This migraine starts before I’ve even woken up. I think I’m asleep but I can feel my head throbbing and pounding. It’s intense. The pressure of my skull on the pillow is overwhelming. It feels like my head is in a vice, being squashed by the soft, comfortable pillow I sleep on every night. The pain is deep and violent. The pillow is engulfing my head and I can no longer lie down.
It’s 5am and I’m sitting up in bed, in darkness, in agony. I can’t lean against the wall. I can’t let my head touch anything. I can barely hold up my head because it feels so heavy. The weight of it on my neck, on my shoulders, is too much to handle. It’s like a bowling ball has been transplanted to where my head used to be. My head didn’t feel this heavy when I went to sleep.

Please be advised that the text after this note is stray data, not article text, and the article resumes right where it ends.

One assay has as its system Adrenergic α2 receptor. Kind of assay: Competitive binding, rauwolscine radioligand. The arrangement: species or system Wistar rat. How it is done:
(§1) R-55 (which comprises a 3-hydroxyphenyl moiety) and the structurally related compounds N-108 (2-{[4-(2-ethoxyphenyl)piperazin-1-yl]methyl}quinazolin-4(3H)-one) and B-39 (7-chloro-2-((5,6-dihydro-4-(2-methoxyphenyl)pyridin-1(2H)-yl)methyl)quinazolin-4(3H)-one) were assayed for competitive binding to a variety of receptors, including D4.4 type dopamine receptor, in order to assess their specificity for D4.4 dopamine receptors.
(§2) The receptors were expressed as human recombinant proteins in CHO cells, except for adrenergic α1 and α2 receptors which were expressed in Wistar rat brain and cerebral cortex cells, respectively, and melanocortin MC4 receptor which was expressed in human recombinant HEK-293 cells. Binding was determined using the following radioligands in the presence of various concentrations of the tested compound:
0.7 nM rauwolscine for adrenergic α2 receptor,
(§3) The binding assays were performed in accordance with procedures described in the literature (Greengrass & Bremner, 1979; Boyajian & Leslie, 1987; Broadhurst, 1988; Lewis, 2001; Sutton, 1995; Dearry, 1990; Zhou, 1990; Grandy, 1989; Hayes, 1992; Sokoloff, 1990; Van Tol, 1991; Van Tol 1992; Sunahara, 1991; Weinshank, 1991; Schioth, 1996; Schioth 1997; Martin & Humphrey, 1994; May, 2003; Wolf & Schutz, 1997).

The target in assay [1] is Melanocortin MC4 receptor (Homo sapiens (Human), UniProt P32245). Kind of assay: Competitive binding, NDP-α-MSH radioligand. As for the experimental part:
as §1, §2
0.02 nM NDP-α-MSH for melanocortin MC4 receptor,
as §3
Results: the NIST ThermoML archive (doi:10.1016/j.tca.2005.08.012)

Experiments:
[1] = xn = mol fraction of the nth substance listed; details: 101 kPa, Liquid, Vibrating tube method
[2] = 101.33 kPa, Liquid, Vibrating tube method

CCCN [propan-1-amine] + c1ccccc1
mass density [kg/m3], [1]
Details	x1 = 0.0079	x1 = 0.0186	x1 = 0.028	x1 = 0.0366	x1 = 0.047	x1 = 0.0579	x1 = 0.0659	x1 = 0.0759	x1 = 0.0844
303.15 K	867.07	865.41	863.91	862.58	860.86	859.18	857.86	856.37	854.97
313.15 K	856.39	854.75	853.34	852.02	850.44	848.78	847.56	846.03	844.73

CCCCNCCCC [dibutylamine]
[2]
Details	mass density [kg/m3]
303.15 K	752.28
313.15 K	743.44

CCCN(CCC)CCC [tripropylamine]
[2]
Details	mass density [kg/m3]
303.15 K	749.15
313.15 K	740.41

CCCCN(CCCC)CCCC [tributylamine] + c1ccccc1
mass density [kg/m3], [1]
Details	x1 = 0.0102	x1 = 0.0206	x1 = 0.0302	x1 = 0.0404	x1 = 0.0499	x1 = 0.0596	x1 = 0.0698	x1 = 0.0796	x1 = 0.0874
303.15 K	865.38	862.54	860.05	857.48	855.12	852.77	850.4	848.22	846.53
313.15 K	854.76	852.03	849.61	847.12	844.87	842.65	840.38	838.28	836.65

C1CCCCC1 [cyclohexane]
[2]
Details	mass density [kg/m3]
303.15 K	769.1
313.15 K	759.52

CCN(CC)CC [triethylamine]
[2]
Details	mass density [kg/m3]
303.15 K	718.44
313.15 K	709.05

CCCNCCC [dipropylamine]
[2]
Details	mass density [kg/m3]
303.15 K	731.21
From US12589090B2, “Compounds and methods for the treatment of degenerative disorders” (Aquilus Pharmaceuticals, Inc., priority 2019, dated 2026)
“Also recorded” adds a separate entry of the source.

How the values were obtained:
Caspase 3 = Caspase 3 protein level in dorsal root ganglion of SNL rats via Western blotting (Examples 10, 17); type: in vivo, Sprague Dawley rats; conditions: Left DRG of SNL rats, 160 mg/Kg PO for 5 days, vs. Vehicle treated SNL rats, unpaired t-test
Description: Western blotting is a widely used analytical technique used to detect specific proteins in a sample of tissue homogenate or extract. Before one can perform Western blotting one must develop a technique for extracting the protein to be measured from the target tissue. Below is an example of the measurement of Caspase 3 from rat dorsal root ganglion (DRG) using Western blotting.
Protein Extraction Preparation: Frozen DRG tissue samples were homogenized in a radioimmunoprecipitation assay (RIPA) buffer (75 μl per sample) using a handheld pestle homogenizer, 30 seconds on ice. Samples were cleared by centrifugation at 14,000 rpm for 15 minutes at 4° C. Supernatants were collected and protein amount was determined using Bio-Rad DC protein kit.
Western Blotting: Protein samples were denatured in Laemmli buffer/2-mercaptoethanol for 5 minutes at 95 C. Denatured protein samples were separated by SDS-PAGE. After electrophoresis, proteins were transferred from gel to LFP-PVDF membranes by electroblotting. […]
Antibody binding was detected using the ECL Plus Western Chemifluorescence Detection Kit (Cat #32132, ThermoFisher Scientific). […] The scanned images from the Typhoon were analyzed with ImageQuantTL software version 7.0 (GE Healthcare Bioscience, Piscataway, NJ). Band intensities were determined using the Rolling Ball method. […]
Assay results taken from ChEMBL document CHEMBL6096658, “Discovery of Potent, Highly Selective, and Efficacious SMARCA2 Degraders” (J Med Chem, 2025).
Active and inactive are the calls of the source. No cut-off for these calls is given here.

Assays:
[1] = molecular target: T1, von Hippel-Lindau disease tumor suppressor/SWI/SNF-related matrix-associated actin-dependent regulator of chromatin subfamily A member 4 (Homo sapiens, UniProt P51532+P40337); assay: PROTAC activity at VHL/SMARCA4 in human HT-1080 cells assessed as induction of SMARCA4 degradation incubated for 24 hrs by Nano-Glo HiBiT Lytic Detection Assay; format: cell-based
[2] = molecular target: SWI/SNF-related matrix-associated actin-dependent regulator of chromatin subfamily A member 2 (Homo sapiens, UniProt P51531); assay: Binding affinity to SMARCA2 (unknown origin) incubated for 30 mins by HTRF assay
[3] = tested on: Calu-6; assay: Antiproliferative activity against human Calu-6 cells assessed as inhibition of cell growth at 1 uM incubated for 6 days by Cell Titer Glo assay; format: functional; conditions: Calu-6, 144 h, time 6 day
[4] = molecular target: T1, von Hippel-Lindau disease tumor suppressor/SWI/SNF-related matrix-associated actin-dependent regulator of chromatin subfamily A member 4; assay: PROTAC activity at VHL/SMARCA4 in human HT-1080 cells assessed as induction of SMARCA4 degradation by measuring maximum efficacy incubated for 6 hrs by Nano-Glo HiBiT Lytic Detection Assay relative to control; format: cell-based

I sip the water I keep on my bedside table and hope I’m dreaming, that this isn’t really happening and I’ll soon wake up without a severe migraine attack. I sit for what feels like hours feeling the pulsation in my skull. I’m hot, I feel like my body is on fire. It feels like I have a high temperature and the heat isn’t helping my head, it’s aggravating it. After a while I wake up my boyfriend to help me to the bathroom. I’m unsteady on my feet during normal circumstances but I’m even worse when I’m flaring.
All I want to do is splash my face with cold water and put a cold flannel on my forehead. I can’t though, because even the slightest pressure is too much. I can’t even touch my hair and move it out of my face. Each strand feels like a sharp needle piercing my brain; thousands of needles weighing down my head and poking me.